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This blog post will give you the steps on how to create a grid style analytic in Crystal Reports. This grid is created using the Multi-Column feature and can provide some great advantages over using a regular Cross-tab object. The advantages include being able to add objects such as charts, cross-tabs (to use as a table object inside the cells), multiple formatted summary objects, etc. to the grid cells.

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Cricket fans might be familiar with a grid style analytic like the one above representing a bowler’s results for each segment of the pitch. And for those of you who have been following Tom Flanagan’s blog posts on 2014 cricket here you may have seen this report being used as a bowler analytic or similar bowler vs. batsman heat-map analytics.

The report shown in the screenshot is attached to this blog. Please extract the contents of the attachment and change the .txt extension to .rpt.  Unfortunately there is no saved data with the report as the raw data is proprietary data and therefore I cannot publish a report with this raw data. However, the attached report should help you get a better idea as to how everything fits together. Please do open this sample report and look through its design if you are going through the instructions below.

The grid is created by the data returned to the report. Therefore, the first and most important step is to ensure that you have the proper and complete data returned to your report so that the grid will have all of the required rows and columns. In this example, I need to return all combinations of the 8 Length Names and 7 Line Names or 56 records in order to create the grid. In this case, the grid is inside of a sub-report but you don’t necessarily need a sub-report to create this type of grid. A sub-report was used so that I could easily create the row headers and the column headers via a pair of cross-tab objects in the main report.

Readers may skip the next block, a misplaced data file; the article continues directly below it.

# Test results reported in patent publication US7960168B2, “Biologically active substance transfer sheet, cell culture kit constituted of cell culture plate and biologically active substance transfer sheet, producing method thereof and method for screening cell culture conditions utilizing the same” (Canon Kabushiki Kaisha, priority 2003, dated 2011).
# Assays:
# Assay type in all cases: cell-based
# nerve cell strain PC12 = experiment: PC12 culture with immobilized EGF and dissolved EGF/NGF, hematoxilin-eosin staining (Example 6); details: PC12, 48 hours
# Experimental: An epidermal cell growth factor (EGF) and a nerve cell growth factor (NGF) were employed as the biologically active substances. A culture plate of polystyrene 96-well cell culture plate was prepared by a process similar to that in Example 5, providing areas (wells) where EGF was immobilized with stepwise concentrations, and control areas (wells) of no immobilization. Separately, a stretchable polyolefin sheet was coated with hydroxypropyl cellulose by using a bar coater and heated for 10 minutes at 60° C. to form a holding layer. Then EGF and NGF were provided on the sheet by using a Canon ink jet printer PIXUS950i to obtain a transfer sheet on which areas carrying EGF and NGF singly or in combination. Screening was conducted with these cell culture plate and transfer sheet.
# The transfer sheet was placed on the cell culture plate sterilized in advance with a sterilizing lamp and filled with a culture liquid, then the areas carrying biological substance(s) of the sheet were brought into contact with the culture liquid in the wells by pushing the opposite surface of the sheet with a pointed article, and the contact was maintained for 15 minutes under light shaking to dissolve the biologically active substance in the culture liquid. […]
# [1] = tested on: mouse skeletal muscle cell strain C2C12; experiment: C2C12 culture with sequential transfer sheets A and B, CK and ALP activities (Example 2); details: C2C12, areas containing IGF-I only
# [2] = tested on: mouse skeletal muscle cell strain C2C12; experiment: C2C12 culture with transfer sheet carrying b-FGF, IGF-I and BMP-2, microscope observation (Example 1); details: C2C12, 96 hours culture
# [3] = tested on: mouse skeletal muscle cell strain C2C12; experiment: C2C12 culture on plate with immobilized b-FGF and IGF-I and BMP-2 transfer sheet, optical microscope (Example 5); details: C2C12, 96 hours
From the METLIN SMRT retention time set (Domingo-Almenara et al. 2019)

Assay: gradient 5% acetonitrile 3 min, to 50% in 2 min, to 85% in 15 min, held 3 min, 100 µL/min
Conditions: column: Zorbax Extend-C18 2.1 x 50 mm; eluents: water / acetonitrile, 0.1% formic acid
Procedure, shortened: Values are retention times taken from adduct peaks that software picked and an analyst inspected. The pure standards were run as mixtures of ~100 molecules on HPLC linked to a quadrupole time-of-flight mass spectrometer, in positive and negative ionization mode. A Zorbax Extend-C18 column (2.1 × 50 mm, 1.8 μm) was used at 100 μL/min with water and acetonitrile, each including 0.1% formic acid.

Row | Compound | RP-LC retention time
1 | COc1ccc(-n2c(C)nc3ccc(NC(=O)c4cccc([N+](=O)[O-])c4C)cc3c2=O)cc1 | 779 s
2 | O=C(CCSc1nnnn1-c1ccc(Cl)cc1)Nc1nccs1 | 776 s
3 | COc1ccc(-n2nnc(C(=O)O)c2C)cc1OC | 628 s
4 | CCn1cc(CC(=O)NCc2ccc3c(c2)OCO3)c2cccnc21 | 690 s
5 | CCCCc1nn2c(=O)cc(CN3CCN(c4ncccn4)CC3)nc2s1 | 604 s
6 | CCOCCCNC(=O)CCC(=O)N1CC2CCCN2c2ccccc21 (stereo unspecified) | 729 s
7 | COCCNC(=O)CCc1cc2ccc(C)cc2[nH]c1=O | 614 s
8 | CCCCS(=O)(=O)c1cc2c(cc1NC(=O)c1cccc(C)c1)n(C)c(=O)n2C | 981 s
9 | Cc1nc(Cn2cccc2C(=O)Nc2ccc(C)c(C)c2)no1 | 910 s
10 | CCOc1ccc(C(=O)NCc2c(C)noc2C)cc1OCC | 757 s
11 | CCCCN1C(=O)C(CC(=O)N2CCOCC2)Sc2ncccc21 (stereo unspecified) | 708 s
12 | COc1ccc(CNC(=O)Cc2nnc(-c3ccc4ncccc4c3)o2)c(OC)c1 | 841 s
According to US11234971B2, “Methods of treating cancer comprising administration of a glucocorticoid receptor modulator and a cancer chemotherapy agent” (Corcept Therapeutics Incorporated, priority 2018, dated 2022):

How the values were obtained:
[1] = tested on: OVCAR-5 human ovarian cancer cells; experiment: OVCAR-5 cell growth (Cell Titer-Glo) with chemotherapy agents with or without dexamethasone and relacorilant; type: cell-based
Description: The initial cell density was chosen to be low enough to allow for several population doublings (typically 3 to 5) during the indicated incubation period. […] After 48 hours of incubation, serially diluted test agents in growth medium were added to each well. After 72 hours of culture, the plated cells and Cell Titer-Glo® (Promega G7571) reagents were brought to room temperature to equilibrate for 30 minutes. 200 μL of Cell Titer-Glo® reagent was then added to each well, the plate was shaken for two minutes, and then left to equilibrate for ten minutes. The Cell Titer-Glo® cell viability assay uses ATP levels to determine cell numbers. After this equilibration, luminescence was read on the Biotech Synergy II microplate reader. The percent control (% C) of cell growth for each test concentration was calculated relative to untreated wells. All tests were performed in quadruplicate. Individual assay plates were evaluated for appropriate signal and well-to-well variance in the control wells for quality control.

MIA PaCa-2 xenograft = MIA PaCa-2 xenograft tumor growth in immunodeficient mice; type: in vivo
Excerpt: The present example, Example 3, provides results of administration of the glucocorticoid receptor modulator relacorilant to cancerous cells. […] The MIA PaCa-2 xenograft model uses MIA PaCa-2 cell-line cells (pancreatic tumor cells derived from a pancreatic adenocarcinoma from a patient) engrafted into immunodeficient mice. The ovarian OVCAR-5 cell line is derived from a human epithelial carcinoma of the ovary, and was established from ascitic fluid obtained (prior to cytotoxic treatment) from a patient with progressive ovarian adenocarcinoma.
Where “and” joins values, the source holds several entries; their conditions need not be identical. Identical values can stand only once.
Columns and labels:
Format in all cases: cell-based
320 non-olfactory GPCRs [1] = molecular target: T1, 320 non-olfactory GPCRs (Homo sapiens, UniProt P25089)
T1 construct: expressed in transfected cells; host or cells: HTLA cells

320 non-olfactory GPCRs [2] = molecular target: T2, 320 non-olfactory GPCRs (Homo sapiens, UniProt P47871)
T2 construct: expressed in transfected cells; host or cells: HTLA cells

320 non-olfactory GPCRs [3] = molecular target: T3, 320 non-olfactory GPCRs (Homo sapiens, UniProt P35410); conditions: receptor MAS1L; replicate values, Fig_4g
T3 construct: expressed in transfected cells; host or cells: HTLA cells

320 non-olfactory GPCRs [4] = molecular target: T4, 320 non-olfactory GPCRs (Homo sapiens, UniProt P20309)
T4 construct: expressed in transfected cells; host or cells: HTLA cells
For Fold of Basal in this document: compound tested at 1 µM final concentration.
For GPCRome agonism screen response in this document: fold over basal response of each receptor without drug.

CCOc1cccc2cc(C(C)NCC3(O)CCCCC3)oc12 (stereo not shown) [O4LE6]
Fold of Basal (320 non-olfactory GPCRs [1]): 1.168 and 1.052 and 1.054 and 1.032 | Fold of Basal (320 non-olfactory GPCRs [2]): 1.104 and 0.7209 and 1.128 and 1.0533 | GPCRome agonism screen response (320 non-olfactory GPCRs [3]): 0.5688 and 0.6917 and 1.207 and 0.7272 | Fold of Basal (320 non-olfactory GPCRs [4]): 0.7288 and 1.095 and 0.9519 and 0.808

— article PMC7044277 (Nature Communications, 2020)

Returning the Proper Data

The easiest way to ensure that all of the cells (row & column combinations) are represented in the grid is to create a dummy record set of those row & column combinations. This can be done by creating your report off of a Command object as opposed to tables. Have a look at the sample Command syntax below which is written for an SAP HANA database. This is the query from the sub-report where the actual grid is generated and the bowler specific data is also used. Note that your syntax may vary as Commands are written in your database specific syntax.

SELECT
“C50_COMBINED”.”bowling_length”,
“C50_COMBINED”.”bowling_length_name”,
“C50_COMBINED”.”bowling_line”,
“C50_COMBINED”.”bowling_line_name”,
“C50_COMBINED”.”bowler_runs_conceded”,
“C50_COMBINED”.”bowler_name”,
“C50_COMBINED”.”game_id”,
“C50_COMBINED”.”id”,
“C50_COMBINED”.”timestamp”,
“C50_COMBINED”.”dismissal_type_name”,
“C50_COMBINED”.”shot_type_name”,
“C50_COMBINED”.”wide”,
“C50_COMBINED”.”no_ball”

FROM  
“CRICKET”.”C50_COMBINED” “C50_COMBINED”

WHERE 
“C50_COMBINED”.”bowler_name”= ‘{?BowlerName}’ AND
“C50_COMBINED”.”game_id”= {?GameId} AND
“C50_COMBINED”.”bowling_line_name” > ”

UNION ALL

SELECT DISTINCT
“C50_COMBINED”.”bowling_length”,
“C50_COMBINED”.”bowling_length_name”,
“C50_COMBINED”.”bowling_line”,
“C50_COMBINED”.”bowling_line_name”,
0,
”,
0,
0,
CURRENT_TIMESTAMP,
‘NULL’,
‘NULL’,
0,
0

FROM  
“CRICKET”.”C50_COMBINED” “C50_COMBINED”

WHERE
“C50_COMBINED”.”bowling_line_name” > ”

The above syntax uses a UNION ALL of two queries. The first query is used to get the normal bowler data for our sub-report. Using the cricket example, the first query brings back records for a particular bowler for a specific game. The second query is used to bring back the dummy record set. It brings back 56 records where each length name and line name combination will have a dummy record. Again, this is to ensure that our grid will have 7 columns and 8 rows.

For those not familiar with using a UNION or UNION ALL, it is important to note that the queries that you are joining must have the same number of fields returned and the types must also match. Also note that the names of the fields will be taken from the first set of fields or the first query.